Japan is leading the way in emerging technology, particularly in Web3. This was the message from Masaaki Taira, a lawmaker in the ruling Liberal Democratic Party and head of its Web 3.0 project team, during his presentation at the Thursday NexTech Week trade show in Tokyo. Taira is an outspoken advocate for cryptocurrency and used his presentation to highlight Japan’s capabilities in Web3, the new internet built around decentralized blockchain technologies, metaverse, and non-fungible tokens (NFTs).
Japan’s government and Prime Minister Fumio Kishida have become enthusiastic supporters of emerging technology, and Web3 in particular, as pillars of the country’s economic future. This starkly contrasts to the US, where regulatory turmoil and doubts about the country’s Web3 future are increasing due to lawsuits against cryptocurrency exchanges. In April, a Japan government-affiliated white paper was released outlining the country’s path to widespread adoption of Web3, including crypto. The document has become a “major talking point” in Japan and overseas, according to Taira.
Taira noted that executives from global technology companies, including Microsoft, Amazon, Meta, and Apple, have visited Japan to discuss proposals after reading the white paper. Until the government’s pivot toward crypto and blockchain, there was a sense that the Japanese digital asset space was stagnating due to events such as the collapse of the Tokyo-based crypto exchange Mt Gox in 2014 and the Coincheck hack in 2018. However, Taira said that Japan’s cryptocurrency exchanges are now the safest in the world, and the country’s experimentation with stablecoins is bearing fruit.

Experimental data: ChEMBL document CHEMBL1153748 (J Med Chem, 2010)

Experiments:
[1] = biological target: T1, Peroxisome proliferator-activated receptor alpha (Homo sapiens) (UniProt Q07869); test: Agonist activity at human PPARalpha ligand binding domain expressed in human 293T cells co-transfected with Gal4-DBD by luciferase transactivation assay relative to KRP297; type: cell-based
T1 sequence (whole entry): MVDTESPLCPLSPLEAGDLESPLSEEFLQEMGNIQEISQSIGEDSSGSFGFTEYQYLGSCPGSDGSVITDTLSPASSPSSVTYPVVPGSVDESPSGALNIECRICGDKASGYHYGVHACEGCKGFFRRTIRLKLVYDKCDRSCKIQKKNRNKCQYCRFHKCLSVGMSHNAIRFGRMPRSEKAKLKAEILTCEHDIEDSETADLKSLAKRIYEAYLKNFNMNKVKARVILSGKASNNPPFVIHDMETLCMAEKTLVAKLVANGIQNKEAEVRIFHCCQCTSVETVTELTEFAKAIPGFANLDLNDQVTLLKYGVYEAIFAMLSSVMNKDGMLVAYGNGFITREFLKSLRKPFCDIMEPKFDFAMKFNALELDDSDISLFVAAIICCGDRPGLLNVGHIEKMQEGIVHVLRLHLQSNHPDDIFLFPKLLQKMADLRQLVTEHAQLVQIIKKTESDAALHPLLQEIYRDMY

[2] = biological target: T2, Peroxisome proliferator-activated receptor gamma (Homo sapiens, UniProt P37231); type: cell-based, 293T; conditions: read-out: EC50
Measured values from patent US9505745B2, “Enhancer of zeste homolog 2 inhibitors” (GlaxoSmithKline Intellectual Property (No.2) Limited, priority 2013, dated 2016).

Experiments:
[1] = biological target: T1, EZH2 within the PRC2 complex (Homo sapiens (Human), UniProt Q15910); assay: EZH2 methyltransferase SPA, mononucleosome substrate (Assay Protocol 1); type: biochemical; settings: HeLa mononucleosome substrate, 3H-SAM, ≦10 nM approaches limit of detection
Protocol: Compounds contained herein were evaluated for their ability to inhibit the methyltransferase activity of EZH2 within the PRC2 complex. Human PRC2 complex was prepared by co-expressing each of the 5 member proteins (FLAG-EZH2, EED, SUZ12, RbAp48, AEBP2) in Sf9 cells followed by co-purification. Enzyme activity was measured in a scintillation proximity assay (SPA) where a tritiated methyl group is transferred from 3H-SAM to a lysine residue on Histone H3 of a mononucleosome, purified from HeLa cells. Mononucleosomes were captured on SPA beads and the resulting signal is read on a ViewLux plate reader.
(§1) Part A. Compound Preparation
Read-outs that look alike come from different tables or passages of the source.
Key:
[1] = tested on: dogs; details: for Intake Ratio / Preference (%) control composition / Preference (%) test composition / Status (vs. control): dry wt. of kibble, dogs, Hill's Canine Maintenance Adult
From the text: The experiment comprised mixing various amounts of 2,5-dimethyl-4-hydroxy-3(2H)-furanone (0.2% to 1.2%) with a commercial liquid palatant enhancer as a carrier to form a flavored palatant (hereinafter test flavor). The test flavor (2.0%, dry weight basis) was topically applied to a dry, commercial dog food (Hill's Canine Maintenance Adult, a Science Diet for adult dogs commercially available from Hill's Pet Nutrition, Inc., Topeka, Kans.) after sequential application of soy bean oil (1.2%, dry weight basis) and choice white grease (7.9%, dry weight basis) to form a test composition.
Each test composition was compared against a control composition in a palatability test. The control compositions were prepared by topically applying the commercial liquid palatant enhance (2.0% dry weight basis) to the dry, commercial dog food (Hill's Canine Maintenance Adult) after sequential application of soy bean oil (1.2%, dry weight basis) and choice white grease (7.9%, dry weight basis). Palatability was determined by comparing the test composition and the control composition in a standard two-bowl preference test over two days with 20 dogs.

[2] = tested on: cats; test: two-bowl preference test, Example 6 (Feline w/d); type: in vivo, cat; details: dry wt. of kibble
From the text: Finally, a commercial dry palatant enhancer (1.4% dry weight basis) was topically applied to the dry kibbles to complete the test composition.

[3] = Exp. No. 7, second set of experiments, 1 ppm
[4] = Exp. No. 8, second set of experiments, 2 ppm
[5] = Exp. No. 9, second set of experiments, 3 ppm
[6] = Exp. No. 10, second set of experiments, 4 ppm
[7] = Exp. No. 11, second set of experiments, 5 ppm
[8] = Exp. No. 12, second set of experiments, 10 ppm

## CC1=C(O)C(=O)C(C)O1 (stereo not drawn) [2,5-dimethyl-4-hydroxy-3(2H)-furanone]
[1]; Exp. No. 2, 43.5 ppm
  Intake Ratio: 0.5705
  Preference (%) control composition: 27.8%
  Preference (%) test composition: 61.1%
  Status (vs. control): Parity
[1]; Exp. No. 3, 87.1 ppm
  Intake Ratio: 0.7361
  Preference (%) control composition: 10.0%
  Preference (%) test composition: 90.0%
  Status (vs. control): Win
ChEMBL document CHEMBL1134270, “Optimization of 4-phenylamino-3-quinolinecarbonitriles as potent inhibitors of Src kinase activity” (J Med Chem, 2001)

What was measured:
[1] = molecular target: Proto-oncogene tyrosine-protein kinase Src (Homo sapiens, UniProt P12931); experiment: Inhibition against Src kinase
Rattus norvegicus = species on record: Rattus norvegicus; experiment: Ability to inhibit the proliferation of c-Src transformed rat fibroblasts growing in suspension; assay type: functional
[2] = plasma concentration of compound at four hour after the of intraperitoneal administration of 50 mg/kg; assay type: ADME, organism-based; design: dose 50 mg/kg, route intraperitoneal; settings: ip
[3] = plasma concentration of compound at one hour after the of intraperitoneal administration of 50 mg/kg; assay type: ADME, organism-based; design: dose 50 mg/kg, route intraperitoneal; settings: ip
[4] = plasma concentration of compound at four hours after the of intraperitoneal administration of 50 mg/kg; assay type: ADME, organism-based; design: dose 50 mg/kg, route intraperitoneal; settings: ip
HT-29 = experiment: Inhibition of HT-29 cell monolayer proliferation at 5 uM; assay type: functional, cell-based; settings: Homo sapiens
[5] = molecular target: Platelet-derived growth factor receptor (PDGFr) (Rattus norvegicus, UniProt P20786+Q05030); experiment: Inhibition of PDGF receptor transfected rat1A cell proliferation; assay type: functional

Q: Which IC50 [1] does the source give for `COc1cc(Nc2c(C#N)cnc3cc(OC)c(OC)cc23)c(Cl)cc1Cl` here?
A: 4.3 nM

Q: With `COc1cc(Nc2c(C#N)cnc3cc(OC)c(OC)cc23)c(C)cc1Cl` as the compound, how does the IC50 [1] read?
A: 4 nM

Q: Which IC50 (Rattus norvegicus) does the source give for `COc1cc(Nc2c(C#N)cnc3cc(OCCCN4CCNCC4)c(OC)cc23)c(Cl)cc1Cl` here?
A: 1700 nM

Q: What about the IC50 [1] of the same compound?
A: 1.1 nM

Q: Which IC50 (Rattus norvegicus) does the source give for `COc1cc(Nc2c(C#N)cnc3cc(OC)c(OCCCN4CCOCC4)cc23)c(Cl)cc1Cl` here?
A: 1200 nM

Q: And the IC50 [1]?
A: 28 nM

Japan’s historical soft power strengths in anime, manga, and gaming lend themselves well to the Web3 space, Taira said, particularly in the sphere of NFTs and metaverse development. He noted that there is still much potential value to be explored in these areas. Regarding Artificial Intelligence, Taira said that capital investment is needed to bolster experimentation and encourage the nation’s young developers to shop in the country rather than heading overseas. He acknowledged that mistakes had been made when nurturing Japan’s talented young entrepreneurs and innovators, leading many to seek more favorable conditions in places like Dubai and Singapore.
Taira hopes to create a system allowing young researchers and start-ups to access and utilize increased resources under improved conditions. He said this would include ironing out a “number of tax issues” that remain a final barrier to increased development. The final day of NexTech Week is on Friday, with presentations from blockchain platform Financie Inc. and J1 League soccer team Avispa Fukuoka. The duo operates the Avispa Fukuoka Sports Innovation DAO, designed to introduce global fans to the soccer team of a city that has emerged as a technology startup hub in Japan. These presentations should help audiences better understand whether Taira’s efforts to date are bearing fruit.